Laura Jane Grace Finishes Media Therapy to Concentrate on Music Again
Catching up with the singer, activist, and Against Me! and Devouring Mothers bandleader
Calling the Chronicle on Valentine's Day, Chicago-based music icon Laura Jane Grace recently emerged from a reflective winter holiday for songwriting sessions with her pioneering punk act, Against Me! The activist/author now kicks off tour dates as Laura Jane Grace & the Devouring Mothers with a SXSW showcase and speaker session. The 2016-assembled side project, which includes Against Me! drummer Atom Willard (formerly of Rocket From the Crypt, Social Distortion, and the Offspring) and bassist Marc Jacob Hudson (Against Me!'s longtime sound engineer), released debut Bought to Rot in November.
Austin Chronicle: You stayed off social media in December. What prompted that?
Laura Jane Grace: Over the winter I was going through some medical stuff. I felt like maybe while I'm going through hospitalization, it wasn't the best time to have my phone in hand. I didn't want to be making 3am, delirious-on-pain-pills tweets or anything. Also, my daughter was on break from school, and my mom got married. I wanted to make a conscious effort to focus on being a parent and getting my personal life in order.
I also feel like, right now, there's a speed change happening. We're all approaching the end of the decade, so you're able to compare: "What was it like around 2009 or 2010?" We're at the turning point in the Trump presidency with the 2020 election picking up. It feels most natural to pause for a second and interpret, "Well, what does this mean? Which direction are the winds blowing now?"
AC: Did doing the Devouring Mothers project bring any freshness to your Against Me! songwriting?
LJG: For sure, and vice versa too. I needed to do that. Now I'm on the other side, and I feel better. I think a lot about the way things have changed [in Against Me!], going from being a band where everyone lived in the same town to being a band where everyone lives in different states. You have to plan your creativity into concentrated bursts, and that changes a lot of stuff.
If [Devouring Mothers] had been something that I wanted to do when [Against Me!] was in our early 20s starting out, it would have been a lot harder for people to grasp, maturity-wise, without feeling threatened. It might have implied something else was up with the band. But being a little older, you're able to see that it wasn't designed like that.
AC: When it's not being dissected by the media, it's normal people would play in different configurations.
LJG: You often have to rationalize and justify your actions when talking to journalists, who are like, "Why'd you do this thing?" That wasn't necessarily at the forefront of my thoughts when I just wrote these songs and said, "Hey, do you guys want to get together and play some music?" Then it's, "Oh shit, I guess it needs a name because it's not Against Me!, so we'll call it Devouring Mothers."
I don't think about why I'm making these decisions, because it's my art. So then having to justify it afterward can sometimes be really stifling. I think the best example of that is your album bio. It's supposed to encapsulate all the reasons you've done something. So many times during my career, the bio doesn't have any fucking thing to do with what we were doing, but there it is.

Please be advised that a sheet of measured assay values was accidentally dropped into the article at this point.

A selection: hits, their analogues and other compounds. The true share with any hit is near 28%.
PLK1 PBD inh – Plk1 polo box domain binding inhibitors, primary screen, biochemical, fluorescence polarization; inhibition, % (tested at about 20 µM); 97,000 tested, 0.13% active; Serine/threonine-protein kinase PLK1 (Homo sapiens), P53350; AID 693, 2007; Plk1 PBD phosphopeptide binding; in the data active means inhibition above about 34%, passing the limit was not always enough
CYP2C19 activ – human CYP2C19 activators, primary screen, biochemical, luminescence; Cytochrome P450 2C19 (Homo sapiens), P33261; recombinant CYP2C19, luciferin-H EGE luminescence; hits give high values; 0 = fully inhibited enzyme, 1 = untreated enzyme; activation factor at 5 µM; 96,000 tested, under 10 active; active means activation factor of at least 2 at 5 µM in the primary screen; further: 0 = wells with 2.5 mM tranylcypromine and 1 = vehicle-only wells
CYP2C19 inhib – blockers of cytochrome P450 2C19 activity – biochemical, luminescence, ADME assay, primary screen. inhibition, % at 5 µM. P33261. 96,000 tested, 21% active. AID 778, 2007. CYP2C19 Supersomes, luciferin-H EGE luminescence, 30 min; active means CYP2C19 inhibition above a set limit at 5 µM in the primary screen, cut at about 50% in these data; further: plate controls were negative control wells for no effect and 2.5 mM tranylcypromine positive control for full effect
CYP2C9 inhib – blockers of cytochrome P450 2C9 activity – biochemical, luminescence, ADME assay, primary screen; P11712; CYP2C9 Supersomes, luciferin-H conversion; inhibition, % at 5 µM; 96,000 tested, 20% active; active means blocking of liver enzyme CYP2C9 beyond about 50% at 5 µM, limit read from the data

AC: Did you ever feel your role as a songwriter being outshined by other roles you've taken on?
LJG: I see the way they all interact, for sure. In the last two years in particular, I felt like, "Okay, I just want to focus on music." I'm trying to promote my music, but so much of promotion has nothing to do with the art. It's always some story built around it. I did a lot of really personal interviews that felt like going under psychoanalysis as opposed to talking to journalists.
Going into transitioning and coming out, I knew that was going to be the focus now. So I was stuck between a rock and a hard place where I'm just trying to meet opportunities that come up, but I can't control the questions that are asked. It's a tough fucking world to navigate. I try to just be honest, but sometimes it feels very invasive. I definitely feel uncomfortable watching some of those [interviews] after the fact.
AC: To focus more on music, did you have to prioritize your responsibilities as an artist over some of the activist work you've been involved with?
LJG: When I was 19 or 20, the way I was an activist was by regularly meeting with groups, going to protests, and being there on the ground. Given whatever number of circumstances, my role as an activist at this point has turned into raising money for the charities and causes I believe in, so that's something that I've never really felt diminished in any way.
When the [Devouring Mothers] record came out in November, I did a number of charity fundraisers, especially around a group I work a lot with, If You Want It. We raffled off test pressings, signed posters, and did a guitar giveaway through Yamaha.
AC: How have you learned to prioritize when you need personal time off?
LJG: It's figuring out the natural rhythms to everything. I had a really busy couple of years and there was a lot of focus put on me coming out and being trans and stuff like that. It felt really needed, but there came a point where I recognized, "Okay, y'all have heard enough about me. You don't need me to talk about this stuff anymore. I'm still a musician. It doesn't have anything to do with these other things."
I felt a lot more at a loss in November on how to handle this stuff. It was an awkward record cycle of like, "I don't know how to talk to the press anymore. I just want to play shows and write songs and make music. That's what feels good."
Laura Jane Grace & the Devouring Mothers’ official SXSW showcase (Wednesday, March 13, Continental Club, midnight) precedes the bandleader’s SXSW Conference speaking appearance on Thursday, March 14.